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LIBERATED WITH JOY FROM A FAILING INSTITUTION


(Photo is actually of the Spiritus Christi community of Rochester, New York, another inclusive Catholic community beyond the control of the institutional church. Thanks to Contemplative Catholic for photo and links.)

(I found this very moving statement from the website of “St. Mary’s: Community in Exile in Brisbane, South Australia. Here in very eloquent language is the future of the Church. “When the winds of change blow/some build walls/some build windmills. It is time for many new windmills.”)

Terry Fitzpatrick4 July 2009 (Published in The Green Left Weekly July 4 2009)

On April 19, a huge mob of St Mary’s people made a pilgrimage out of a church and into the Trades and Labor Council (TLC) building, home of the Queensland Council of Unions.

They walked out of the church to the TLC, 200 metres down the road in silent vigil with candles and lanterns, banners and balloons – not unlike the Jews of the Old Testament escaping from the slavery of the Egyptians to the liberation of the Promised Land (minus the balloons).

We too feel liberated from the shackles of a failing institution caught up in dogmas and creeds that belong to another age. We felt it was time to take a stand from the constant bullying we have experienced for many years.

We have been bullied for standing up for the rights of women and giving them a voice. For challenging and changing the sexist language and images of God in the liturgies and celebrations we have as a community. For ensuring women are given equal roles in the decision-making processes of the community.

We have been bullied to make us stop blessing the unions of gay and lesbian couples, baptising their children and allowing them to celebrate and use the church like any other group.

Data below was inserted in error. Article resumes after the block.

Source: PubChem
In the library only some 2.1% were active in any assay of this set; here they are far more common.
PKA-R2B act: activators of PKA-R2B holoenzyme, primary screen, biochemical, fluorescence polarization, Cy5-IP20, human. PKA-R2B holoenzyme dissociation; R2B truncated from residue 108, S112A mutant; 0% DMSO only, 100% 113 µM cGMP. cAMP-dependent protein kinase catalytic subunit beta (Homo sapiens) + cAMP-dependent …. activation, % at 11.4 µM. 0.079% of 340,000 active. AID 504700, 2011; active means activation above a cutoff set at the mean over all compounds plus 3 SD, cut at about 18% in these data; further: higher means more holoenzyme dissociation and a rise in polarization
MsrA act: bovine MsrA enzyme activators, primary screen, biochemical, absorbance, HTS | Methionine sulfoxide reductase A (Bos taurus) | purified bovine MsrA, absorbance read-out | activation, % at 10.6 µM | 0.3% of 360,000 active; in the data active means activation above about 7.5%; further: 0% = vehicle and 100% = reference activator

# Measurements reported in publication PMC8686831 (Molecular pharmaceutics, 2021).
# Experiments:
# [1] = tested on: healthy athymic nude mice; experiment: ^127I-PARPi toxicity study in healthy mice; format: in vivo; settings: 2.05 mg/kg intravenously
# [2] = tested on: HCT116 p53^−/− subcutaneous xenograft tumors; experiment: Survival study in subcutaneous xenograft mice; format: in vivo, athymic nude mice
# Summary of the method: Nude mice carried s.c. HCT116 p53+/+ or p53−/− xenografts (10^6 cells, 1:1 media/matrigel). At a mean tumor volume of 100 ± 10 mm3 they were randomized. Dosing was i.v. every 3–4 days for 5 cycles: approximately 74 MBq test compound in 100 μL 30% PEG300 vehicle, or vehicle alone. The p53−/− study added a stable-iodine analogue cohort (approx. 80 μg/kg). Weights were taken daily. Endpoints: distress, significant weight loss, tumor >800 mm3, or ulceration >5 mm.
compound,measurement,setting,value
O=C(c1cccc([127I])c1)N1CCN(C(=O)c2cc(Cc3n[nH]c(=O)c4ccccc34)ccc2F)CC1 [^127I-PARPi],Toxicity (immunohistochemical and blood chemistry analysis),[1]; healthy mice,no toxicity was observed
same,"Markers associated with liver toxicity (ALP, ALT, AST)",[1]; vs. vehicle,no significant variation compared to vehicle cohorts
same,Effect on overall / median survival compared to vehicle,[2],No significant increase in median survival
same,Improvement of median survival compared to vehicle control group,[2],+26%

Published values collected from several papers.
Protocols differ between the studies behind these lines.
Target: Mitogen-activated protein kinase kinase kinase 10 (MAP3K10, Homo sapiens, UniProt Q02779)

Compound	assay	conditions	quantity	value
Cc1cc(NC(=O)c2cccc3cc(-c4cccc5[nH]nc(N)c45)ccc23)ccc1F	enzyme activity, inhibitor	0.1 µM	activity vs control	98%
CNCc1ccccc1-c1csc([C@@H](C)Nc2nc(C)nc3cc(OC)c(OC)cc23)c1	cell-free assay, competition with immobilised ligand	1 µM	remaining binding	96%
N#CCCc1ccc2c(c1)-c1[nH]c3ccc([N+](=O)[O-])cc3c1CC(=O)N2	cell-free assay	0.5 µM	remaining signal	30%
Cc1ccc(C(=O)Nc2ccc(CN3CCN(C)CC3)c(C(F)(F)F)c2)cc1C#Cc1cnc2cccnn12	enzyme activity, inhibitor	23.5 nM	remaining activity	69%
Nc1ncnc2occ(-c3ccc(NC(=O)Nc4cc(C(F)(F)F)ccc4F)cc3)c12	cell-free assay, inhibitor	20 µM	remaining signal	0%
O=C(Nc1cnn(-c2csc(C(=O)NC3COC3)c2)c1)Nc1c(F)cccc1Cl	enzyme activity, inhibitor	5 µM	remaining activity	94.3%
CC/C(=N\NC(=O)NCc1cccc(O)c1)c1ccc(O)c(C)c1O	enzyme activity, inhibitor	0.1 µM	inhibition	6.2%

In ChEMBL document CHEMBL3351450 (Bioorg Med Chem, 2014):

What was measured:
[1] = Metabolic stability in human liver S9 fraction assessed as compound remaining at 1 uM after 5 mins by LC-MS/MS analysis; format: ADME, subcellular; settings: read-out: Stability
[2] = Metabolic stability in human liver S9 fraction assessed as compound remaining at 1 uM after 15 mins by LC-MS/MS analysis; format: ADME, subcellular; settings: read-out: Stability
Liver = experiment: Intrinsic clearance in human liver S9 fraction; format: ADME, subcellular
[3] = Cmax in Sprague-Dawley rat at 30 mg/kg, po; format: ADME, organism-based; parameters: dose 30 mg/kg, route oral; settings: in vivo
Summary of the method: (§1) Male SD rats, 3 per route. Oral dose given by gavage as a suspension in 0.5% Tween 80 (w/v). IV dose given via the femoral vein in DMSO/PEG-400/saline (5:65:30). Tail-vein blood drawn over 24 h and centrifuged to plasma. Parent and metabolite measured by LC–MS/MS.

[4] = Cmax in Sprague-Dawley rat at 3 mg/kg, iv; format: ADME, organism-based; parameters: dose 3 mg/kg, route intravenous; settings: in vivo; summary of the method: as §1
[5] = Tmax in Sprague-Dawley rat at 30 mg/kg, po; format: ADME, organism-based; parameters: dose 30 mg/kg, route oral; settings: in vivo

We have been kicked out of our church for giving people with a sexual orientation that departs from the mainstream a voice and a place within the church.

We have been ostracised for taking a stand with those who have suffered abuse at the hands of state and church-run institutions. For setting up the Esther centre in Lotus Place, a place of advocacy and support for people who have experienced abuse in human service or faith communities.

We have been marginalised for signing a treaty with the Indigenous people of the land we are on, for recognising their prior ownership and sovereignty. We believe as many Australians do that this recognition lies at the heart of addressing the injustices carried out against the Aboriginal people of this land.

For these and many other reasons we have been liberated from the constant bullying and shackles of a failing institution unable to change.

As a people we feel optimistic about our future. We have had enormous support nationally and internationally. We have tapped into a nerve, a frustration, a boiling-over anger at an institution that continues to deny the rights of so many.

This huge Roman Catholic corporation continues to win the sympathy and ear of governments afraid to challenge its bullying, standover tactics.